You are never too old to be a trainer!

  • ISSA
  • |
  • August 22, 2017

At 83 years old, Brooklyn, N.Y., native Rose Biscardi is more deeply committed to fitness than most people her age.

Her interest in exercise and good health was evident as far back as the 1960s, when, as a stay-at-home mom for her two sons, Biscardi would flip on the TV in the morning and work out under the direction of fitness icon, Jack LaLanne.

Today, Biscardi takes part in fitness classes five days a week; sometimes twice a day. Impressive, to be sure, but then there’s this: Biscardi is the instructor.

“Nobody can believe that I’m going to be 84 in September,” Biscardi said. “They say they want to do what I do.”    

And her admirers are not relegated to senior status. Her grandson recently told her, “I hope I got your genes.”

Biscardi became an ISSA-certified trainer 10 years ago, with a concentration in helping people 55 and older stay active and fit. One of her areas of expertise is in exercise for people with arthritis. She held classes in senior centers and in library meeting rooms around the area of Long Island she now calls home.

For someone who has always seen age as just a number, there was no hesitation when she responded to an ISSA ad offering fitness certification.

Having recently retired from her position as a school secretary, Biscardi recognized a perfect opportunity to stay active, continue her own fitness regimen and help others. And she’s continued to do so far beyond the age when most people have dialed back on any serious physical activity.

Biscardi, all 4-feet-10, 109 pounds of her (“I used to be 5-feet tall,” she said, wryly), readily admits that she loves to hear people compliment her on how good she looks and that she looks so much younger than her age. There’s nothing wrong with being happy with the way you look, she reasons. Especially when you know it doesn’t come by accident.     

“Keeping fit is good for your self-esteem,” Biscardi said. “Exercise is health. I have a lot of friends whose routine is to go shopping, go out to eat, go shopping. Now I have some of them in my classes.”

Most of Biscardi’s “students” are 55 or older; the oldest is 92. Those who are limited by what they can do on their feet practice chair yoga. Biscardi stresses to all that the important thing is to keep moving any way that you can, and she has no shortage of willing participants. In some cases, they just needed a little guidance and encouragement.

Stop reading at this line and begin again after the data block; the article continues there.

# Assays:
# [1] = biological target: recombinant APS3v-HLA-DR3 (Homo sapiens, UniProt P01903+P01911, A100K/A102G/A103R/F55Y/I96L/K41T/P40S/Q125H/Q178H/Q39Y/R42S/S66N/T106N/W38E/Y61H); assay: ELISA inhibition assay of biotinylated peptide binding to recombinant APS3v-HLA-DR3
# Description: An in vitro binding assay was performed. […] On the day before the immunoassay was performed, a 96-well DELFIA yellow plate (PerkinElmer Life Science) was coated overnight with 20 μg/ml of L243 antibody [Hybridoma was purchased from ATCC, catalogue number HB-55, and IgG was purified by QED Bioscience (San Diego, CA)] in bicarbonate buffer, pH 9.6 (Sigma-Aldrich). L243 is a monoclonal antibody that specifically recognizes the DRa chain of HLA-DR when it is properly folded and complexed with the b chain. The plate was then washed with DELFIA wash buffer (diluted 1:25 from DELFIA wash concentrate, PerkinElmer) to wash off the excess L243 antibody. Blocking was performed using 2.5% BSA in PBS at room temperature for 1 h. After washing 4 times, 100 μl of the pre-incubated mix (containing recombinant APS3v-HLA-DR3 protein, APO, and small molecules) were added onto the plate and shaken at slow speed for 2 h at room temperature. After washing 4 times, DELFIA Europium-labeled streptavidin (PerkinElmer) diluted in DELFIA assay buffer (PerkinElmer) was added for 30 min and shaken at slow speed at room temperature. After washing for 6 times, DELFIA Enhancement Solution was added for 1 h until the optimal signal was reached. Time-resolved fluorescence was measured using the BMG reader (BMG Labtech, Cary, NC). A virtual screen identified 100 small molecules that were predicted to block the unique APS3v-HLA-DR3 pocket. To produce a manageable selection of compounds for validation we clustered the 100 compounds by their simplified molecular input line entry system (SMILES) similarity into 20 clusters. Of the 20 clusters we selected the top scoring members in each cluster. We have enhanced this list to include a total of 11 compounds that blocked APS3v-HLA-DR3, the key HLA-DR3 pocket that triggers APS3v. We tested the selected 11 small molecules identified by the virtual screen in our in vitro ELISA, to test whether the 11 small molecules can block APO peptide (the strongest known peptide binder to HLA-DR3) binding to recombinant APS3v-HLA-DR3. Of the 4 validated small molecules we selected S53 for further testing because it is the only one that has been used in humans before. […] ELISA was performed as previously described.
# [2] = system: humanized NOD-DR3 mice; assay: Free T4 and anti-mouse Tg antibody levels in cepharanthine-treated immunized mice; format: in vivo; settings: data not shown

Biscardi’s classes have as many as 40 people, and it’s not unusual, Biscardi said, for participants to be lined up at the door waiting to get started when she arrives.

Biscardi related how one of the women she teaches surprised her doctor when she went in for a checkup. The woman easily made her way onto the examination table, which prompted the doctor to ask her what she had been doing that has allowed her to move so well. It was all about working with Rose, she said.

But Biscardi doesn’t have to look far to see people who basically have given up on physical activity and exercise, robbing themselves of a more fulfilling life.

“I see it all the time,” she said. “People can’t even get up out of a chair without a struggle. You’ve got to keep those legs moving. Age doesn’t mean anything; life is there for you. When you stop moving, you’re in trouble.”   

As for the role ISSA has played in her success story, Biscardi said, ““It’s a great support group. I find the articles that they make available very interesting. ISSA serves as a good backup as you go about teaching your classes. It offers the chance to learn, and to add to it.”

So she keeps teaching, exercising and learning with no end in sight.

“I feel great,” Biscardi said. “I’m hoping to continue to do what I do.”

LaLanne, generally regarded as the country’s first celebrity fitness expert, led workouts well into his golden years. His show aired from 1953 to 1985. He died in 2011 at the age of 96. Biscardi has done well following LaLanne’s lead, including the importance of a healthy diet.

Asked about what she remembers about those old TV shows, Biscardi recalls a lot of stretching, a lot of kicks and abdomen work. But most of all, she said, “It left me in great spirits.”

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